Wikipedia introduces Turkey Shoot as follows: “Turkey Shoot, also known as Escape 2000 and Blood Camp Thatcher, is a 1982 Australian dystopian exploitation-horror film directed by Brian Trenchard-Smith and starring Steve Railsback, Olivia Hussey and Michael Craig. The cast is a mix of international actors, Australian soap opera actors and television personalities.”
After that, it gives away too much of the film and the last thing I want to do in this review is give spoilers. I just want to say enough to do it justice and then let you see the movie for yourself. Before I saw it at the cinema, about all I’d seen was the trailer on the tv.
IMDB describes the movie as – “Deviants are held at a rehabilitation fortress until they’re set into a deadly game of survival, in the hopes of returning to world society.”, and that’s probably enough background.
Turkey Shoot certainly is a wild, new world order/ totalitarian, dystopian movie. It starts off with the usual break down of society scenes taken from news footage. This is during the opening credits though, so it is enough to set the scene without getting us bogged down into the same type of opening that many other movies have since used. Despite this type of introduction having since become cliche`d, in it’s day, this was pretty amazing and even now it still gets my heart racing.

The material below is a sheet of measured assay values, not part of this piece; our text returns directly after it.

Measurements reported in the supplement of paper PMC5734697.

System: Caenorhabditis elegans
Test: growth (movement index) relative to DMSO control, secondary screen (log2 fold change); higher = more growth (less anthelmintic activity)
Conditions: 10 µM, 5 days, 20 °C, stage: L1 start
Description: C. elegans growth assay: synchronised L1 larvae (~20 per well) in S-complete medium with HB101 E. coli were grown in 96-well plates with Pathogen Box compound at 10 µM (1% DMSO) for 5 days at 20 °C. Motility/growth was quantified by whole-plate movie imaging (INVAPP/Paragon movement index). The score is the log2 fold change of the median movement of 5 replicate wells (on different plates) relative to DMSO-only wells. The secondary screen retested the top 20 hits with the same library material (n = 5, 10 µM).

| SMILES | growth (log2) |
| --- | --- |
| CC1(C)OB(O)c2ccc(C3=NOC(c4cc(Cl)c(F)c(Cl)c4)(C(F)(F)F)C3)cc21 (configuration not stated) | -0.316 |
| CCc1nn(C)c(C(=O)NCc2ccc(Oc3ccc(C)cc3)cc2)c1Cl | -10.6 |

If you’re looking for a movie with all the action, guns, explosions and way out characters of Mad Max 2, then Turkey Shoot will not disappoint. Rather than a desert setting with a run down oil refinery, we’re in the jungle this time with a futuristic prison camp. This gives us the perfect opportunity to have the obligatory nudie shower scene. You can’t have a decent exploitation movie without boobs and gore. And this one has both, as well as a great big hairy mutant!
Turkey shoot is well paced, keeping you involved by moving through different scenarios whilst always keeping the tension and cruelty coming. It’s edited well, so you can easily follow the movie. The jungle scenes make Tarzan movies seem a bit lame as our main characters are pursued relentlessly and fired on by all manner of weapons by a larger than life group of over privileged, sadistic, nobles.